Dissecting the role of transitivity and intransitivity on coexistence in competing species networks
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It is well established that intransitively assembled interaction networks can support the coexistence of competing species, while transitively assembled (hierarchical) networks are prone to species loss through competitive exclusion. However, as the number of species grows, the complexity of ecological interaction networks grows disproportionately, and species can get involved simultaneously in transitive and intransitive groups of interactions. In such complex networks, the effects of intransitivity on species persistence are not straightforward. Dissecting networks into intransitive/transitive components can help us to understand the complex role that intransitivity may play in supporting species diversity. We show through simulations that those species participating in the largest group of intransitive interactions (the core of the network) have high probabilities of persisting in the long term. However, participation in a group of intransitive interactions other than the core does not always improve persistence. Likewise, participating in transitive interactions does not always decrease persistence because certain species (the satellites) transitively linked to the core have also a high persistence probability. Therefore, when networks contain transitive and intransitive structures, as it can be expected in real ecological networks, the existence of a large intransitive core of species can have a disproportionate positive effect on species richness.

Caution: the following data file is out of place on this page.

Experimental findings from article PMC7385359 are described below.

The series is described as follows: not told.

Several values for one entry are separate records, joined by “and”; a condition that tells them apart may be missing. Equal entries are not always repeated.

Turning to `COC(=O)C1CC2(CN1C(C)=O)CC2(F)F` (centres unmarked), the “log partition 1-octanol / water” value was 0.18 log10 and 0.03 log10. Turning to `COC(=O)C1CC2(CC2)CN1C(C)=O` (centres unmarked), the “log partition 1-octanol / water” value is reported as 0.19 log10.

KeywordsCompetition Ecological networks Intransitive interactions Plant community Replacement dynamics Replacement networks
During the elaboration of this study, the authors were funded by projects COEXMED (CGL2012-36776) and COEXMED II (CGL2015-69118-C2-1) of the Spanish Ministerio de Economía y Competitividad with partial funds from Fondo Europeo de Desarrollo Regional (FEDER) of the European Union.
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